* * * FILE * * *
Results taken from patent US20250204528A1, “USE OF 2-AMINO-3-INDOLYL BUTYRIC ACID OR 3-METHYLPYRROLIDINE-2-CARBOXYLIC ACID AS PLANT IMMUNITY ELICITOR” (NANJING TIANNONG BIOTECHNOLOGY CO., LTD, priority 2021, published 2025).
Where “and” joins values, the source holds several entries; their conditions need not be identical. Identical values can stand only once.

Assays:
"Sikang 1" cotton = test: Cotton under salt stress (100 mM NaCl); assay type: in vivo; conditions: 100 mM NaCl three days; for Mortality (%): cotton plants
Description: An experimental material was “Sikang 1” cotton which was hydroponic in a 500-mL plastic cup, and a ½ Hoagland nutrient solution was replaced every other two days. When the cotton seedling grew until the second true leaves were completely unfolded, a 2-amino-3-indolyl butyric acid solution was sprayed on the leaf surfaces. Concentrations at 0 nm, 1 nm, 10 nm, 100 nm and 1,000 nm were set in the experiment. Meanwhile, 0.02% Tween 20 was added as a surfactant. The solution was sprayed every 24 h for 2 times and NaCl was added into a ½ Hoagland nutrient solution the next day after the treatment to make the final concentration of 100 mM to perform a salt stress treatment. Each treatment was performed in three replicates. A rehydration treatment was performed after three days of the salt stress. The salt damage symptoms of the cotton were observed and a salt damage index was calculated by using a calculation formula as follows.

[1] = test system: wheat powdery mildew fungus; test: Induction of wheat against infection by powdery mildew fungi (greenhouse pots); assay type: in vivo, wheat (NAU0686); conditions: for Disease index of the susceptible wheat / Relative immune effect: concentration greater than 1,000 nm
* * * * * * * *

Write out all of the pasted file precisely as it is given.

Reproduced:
Results taken from patent US20250204528A1, “USE OF 2-AMINO-3-INDOLYL BUTYRIC ACID OR 3-METHYLPYRROLIDINE-2-CARBOXYLIC ACID AS PLANT IMMUNITY ELICITOR” (NANJING TIANNONG BIOTECHNOLOGY CO., LTD, priority 2021, published 2025).
Where “and” joins values, the source holds several entries; their conditions need not be identical. Identical values can stand only once.

Assays:
"Sikang 1" cotton = test: Cotton under salt stress (100 mM NaCl); assay type: in vivo; conditions: 100 mM NaCl three days; for Mortality (%): cotton plants
Description: An experimental material was “Sikang 1” cotton which was hydroponic in a 500-mL plastic cup, and a ½ Hoagland nutrient solution was replaced every other two days. When the cotton seedling grew until the second true leaves were completely unfolded, a 2-amino-3-indolyl butyric acid solution was sprayed on the leaf surfaces. Concentrations at 0 nm, 1 nm, 10 nm, 100 nm and 1,000 nm were set in the experiment. Meanwhile, 0.02% Tween 20 was added as a surfactant. The solution was sprayed every 24 h for 2 times and NaCl was added into a ½ Hoagland nutrient solution the next day after the treatment to make the final concentration of 100 mM to perform a salt stress treatment. Each treatment was performed in three replicates. A rehydration treatment was performed after three days of the salt stress. The salt damage symptoms of the cotton were observed and a salt damage index was calculated by using a calculation formula as follows.

[1] = test system: wheat powdery mildew fungus; test: Induction of wheat against infection by powdery mildew fungi (greenhouse pots); assay type: in vivo, wheat (NAU0686); conditions: for Disease index of the susceptible wheat / Relative immune effect: concentration greater than 1,000 nm